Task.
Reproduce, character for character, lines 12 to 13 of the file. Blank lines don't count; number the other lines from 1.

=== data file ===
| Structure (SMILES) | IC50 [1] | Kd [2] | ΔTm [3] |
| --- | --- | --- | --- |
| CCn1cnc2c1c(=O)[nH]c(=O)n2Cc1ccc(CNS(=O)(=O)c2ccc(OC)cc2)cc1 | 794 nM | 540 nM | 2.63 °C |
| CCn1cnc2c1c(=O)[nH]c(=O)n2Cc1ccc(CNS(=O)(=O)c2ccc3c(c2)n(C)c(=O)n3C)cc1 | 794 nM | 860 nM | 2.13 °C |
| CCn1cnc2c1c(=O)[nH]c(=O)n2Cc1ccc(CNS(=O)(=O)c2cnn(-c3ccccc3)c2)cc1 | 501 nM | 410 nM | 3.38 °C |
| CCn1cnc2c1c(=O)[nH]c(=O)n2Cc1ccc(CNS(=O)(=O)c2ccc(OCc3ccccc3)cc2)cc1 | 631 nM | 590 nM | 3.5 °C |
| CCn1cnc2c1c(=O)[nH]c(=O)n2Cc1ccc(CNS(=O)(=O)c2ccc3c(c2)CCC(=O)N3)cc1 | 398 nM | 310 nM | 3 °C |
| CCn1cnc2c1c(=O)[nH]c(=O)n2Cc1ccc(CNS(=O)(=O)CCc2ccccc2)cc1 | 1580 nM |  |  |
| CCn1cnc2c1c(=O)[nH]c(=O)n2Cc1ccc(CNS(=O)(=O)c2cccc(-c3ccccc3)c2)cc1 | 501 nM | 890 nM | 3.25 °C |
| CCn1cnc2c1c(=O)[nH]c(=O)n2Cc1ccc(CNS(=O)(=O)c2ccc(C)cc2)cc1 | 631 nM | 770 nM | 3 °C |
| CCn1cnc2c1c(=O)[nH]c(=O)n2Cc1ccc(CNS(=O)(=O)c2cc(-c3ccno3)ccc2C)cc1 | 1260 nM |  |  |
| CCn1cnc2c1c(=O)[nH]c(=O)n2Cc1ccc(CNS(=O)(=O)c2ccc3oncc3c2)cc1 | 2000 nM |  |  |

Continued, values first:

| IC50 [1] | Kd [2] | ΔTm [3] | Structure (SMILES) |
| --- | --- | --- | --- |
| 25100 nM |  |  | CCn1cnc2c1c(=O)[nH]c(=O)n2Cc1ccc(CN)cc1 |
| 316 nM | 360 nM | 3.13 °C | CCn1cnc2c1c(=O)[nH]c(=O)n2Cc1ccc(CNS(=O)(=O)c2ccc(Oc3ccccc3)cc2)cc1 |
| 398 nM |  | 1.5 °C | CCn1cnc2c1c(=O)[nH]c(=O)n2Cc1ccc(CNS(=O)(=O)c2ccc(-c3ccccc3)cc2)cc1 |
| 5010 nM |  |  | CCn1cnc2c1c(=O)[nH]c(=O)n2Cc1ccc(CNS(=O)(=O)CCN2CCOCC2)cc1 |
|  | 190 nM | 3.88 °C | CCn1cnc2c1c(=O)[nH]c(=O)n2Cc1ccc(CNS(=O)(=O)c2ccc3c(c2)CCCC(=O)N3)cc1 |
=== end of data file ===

| CCn1cnc2c1c(=O)[nH]c(=O)n2Cc1ccc(CNS(=O)(=O)c2ccc3oncc3c2)cc1 | 2000 nM |  |  |

Continued, values first: